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For years, creativity has been believed to be a personality trait or attribute that dwells within an individual. When I was a preparatory school boy, my fourth grade teacher once told me that a person may not have much control over his/her own intelligence. The same statement was repeated to us again by a biology teacher at high school. She said that one’s intelligence is determined by genetic factors and was established at birth. In my first year at college, our psychology professor admitted that a lot of researches have been done and it has now been approved that an individual’s intelligence solely depends on genetics. He further elucidated that various efforts made to raise the intelligence of children usually have very minimal impacts on their intelligence levels. He argued that in real sense, the success of such trainings usually slide back a few days after the trainings are stopped and the children could go back to their previous low intelligence levels. These three persons, the fourth grade teacher, biology teacher and psychology professor, concluded that intelligence, and more so creativity, cannot be improved or advanced. I assumed that perhaps they surely knew what they were talking about with regard to human creativity and brain capacity.
I was convinced to the level of agreeing with whatever they said, because after all they were superior to me. However, I did not completely agree with these postulations. Once I read in a book about the Darwin Evolution Theory that explained how animals would survive in harsh environments. Darwin believed that it is only the fit animals that would survive the changes of their environment hence the notion “survival for the fittest”. This made me believe that if an animal can change and adapt to the surroundings, then it must have increased its intelligence as well. It shows a certain level of being creative. This belief made me view the challenges that I have been facing in life very differently. I see challenges as openings, foundations and stepping stones for coming up with more creative ideas.
One of the most embarrassing problems I have ever faced was when I failed in a practical test at college. I was tasked with creating a Database system for our Information Technology class that would help in retrieving all relevant information about all the students in the class by a mere click of the mouse. In the database, data pertaining to all students would be fed into the computer systems and could be retrieved as per requests of the users. The task was really challenging because it entailed intensive programming using the C plus plus (C++) programming language. Various issues such as creation of user accounts, log-in passwords, protection of data from unauthorized manipulations, reliable performance of the database system, compatibility with other already installed programs and privacy and confidentially of the stored information were some of the crucial factors that I had to take into account.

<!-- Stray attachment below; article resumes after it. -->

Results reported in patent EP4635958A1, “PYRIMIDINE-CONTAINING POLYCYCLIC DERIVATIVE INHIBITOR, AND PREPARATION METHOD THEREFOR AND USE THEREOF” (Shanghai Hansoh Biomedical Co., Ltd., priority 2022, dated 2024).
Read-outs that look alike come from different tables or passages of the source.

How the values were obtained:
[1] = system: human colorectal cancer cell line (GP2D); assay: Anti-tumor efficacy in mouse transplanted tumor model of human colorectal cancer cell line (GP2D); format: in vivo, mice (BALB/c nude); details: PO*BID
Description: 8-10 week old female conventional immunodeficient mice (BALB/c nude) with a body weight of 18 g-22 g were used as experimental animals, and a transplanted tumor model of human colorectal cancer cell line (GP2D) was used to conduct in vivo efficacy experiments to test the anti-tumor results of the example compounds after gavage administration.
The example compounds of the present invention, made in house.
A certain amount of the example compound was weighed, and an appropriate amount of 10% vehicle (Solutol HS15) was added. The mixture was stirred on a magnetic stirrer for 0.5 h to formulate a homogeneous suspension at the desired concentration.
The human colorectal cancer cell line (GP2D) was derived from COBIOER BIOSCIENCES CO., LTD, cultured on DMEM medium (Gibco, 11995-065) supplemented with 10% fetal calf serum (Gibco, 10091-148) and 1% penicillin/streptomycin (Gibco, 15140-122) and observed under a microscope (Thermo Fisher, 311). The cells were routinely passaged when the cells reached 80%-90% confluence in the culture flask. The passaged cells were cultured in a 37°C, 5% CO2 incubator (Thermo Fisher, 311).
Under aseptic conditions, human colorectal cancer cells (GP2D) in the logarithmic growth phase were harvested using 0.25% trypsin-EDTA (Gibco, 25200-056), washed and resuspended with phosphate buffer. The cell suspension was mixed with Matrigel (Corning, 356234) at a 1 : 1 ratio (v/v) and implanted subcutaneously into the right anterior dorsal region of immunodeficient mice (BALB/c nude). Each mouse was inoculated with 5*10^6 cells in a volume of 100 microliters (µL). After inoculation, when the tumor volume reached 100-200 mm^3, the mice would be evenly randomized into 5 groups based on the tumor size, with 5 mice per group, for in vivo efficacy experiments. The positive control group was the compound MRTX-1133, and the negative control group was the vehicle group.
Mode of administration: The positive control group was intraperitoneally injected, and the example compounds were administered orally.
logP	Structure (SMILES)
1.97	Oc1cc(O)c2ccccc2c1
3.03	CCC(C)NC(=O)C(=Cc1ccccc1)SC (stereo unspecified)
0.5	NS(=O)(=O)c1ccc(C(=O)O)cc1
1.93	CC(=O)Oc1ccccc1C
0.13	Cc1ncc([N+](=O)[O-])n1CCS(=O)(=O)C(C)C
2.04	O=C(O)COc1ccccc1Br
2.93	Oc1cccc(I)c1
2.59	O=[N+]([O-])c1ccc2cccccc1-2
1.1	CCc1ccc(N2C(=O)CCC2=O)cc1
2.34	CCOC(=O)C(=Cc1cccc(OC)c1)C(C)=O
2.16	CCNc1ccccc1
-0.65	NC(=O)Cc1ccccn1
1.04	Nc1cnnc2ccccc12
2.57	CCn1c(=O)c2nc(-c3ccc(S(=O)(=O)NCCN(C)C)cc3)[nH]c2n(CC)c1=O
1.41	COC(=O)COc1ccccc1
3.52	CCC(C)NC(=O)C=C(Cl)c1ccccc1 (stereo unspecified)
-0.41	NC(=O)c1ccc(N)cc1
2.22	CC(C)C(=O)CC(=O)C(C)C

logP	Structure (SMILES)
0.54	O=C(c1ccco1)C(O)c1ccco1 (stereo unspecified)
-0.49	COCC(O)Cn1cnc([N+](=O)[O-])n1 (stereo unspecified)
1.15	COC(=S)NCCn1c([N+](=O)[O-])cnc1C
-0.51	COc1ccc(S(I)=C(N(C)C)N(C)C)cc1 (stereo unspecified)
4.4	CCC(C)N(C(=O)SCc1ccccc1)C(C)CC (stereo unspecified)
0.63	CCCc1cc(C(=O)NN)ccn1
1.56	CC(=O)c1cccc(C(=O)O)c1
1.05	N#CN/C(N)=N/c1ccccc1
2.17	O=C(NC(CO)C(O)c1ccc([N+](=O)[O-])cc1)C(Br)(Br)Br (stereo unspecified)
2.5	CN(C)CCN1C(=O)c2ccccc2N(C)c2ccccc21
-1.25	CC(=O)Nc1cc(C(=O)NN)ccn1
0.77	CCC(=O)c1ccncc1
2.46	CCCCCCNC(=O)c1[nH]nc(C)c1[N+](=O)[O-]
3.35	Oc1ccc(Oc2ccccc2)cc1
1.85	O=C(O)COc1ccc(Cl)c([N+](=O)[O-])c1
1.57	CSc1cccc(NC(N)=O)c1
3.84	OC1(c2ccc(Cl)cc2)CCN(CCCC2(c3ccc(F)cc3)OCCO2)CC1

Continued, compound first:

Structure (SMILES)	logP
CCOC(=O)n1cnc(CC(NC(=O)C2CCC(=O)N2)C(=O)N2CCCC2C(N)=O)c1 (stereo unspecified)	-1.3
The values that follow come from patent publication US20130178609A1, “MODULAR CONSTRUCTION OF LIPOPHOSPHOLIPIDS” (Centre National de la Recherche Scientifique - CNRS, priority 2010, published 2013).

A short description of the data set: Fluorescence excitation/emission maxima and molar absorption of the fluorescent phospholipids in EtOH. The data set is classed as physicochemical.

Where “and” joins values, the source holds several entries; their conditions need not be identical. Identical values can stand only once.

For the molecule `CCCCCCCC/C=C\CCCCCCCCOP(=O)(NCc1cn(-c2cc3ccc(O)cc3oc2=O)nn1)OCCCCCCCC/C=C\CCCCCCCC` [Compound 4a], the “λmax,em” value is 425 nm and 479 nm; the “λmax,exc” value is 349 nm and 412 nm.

In order to effectively succeed in accomplishing this task, I had to read lots of voluminous books, ranging from computer science and information technology to programming and systems management. Additionally, I had to frequently consult with my tutor, fellow students and employees of the college who were the potential users of the system to be developed. It was a highly challenging task, but I had enough confidence that I would succeed. I believed that I had the potential to achieve this goal successfully.
It took me 2 months to come up with the final database. When I finished, I handed over the database system to the tutor for testing, and possible implementation and incorporation into the college systems. Unfortunately, the program could run but with difficulties. Its speed was slow and could not prevent unauthorized users from accessing it. This meant that it had to be reprogrammed. According to my tutor, there were certain security measures that had to be improved in the system. This required another two weeks or more of programming and coding. I felt tired and bored, but whenever I recalled an advice that I was once given by my mother, that a person should keep on trying and trying until he/she succeeds in whatever he/she does, I felt encouraged and empowered to continue. I embarked on making the necessary corrections in the programs of the database system.
When I handed over the database to the tutor again for another trial, it worked. I felt lucky. I felt successful. I was thrilled from within and imagined of being next Steve Jobs of the world. Two of the biggest lessons I learned were the drive to thrive until one succeeds, and that challenges should never draw us back, but rather ignite the fire of working even harder in whatever one endeavors. I viewed creativity as a resulting factor from the challenges we encounter in our surroundings. It is the outcome of trying to solve our daily problems. As mankind searched for solutions to transport problems, motor vehicles and aero-planes were invented, when wars and conflicts rose between nations, guns and bombs were invented and when the cure for malaria was needed, Quinine was discovered.
I would conclude that intelligence and creativity are not only based on individual’s genetic characteristics, but it is something that can change depending on the environment or situation of that particular person. Situations thus make us more creative. The environment can change the way we think and act. Challenges and insight problems actually increase our creativity. We should thus pursue goals that are not easy to achieve, because this results into increased intelligence and creativity. It makes us smarter.